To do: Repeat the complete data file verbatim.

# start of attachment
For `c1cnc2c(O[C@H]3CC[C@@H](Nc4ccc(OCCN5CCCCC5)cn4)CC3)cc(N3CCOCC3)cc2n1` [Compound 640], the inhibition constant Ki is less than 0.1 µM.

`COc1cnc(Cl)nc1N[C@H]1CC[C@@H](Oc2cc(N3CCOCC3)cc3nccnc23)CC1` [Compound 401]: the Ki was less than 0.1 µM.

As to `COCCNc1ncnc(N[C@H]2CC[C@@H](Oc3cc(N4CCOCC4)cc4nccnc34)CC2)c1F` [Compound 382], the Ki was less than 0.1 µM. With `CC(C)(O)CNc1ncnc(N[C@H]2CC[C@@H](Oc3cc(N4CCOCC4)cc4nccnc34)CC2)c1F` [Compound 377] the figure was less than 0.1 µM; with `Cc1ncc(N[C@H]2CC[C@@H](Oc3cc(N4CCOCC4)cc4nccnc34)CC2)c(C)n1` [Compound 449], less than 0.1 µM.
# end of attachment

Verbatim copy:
For `c1cnc2c(O[C@H]3CC[C@@H](Nc4ccc(OCCN5CCCCC5)cn4)CC3)cc(N3CCOCC3)cc2n1` [Compound 640], the inhibition constant Ki is less than 0.1 µM.

`COc1cnc(Cl)nc1N[C@H]1CC[C@@H](Oc2cc(N3CCOCC3)cc3nccnc23)CC1` [Compound 401]: the Ki was less than 0.1 µM.

As to `COCCNc1ncnc(N[C@H]2CC[C@@H](Oc3cc(N4CCOCC4)cc4nccnc34)CC2)c1F` [Compound 382], the Ki was less than 0.1 µM. With `CC(C)(O)CNc1ncnc(N[C@H]2CC[C@@H](Oc3cc(N4CCOCC4)cc4nccnc34)CC2)c1F` [Compound 377] the figure was less than 0.1 µM; with `Cc1ncc(N[C@H]2CC[C@@H](Oc3cc(N4CCOCC4)cc4nccnc34)CC2)c(C)n1` [Compound 449], less than 0.1 µM.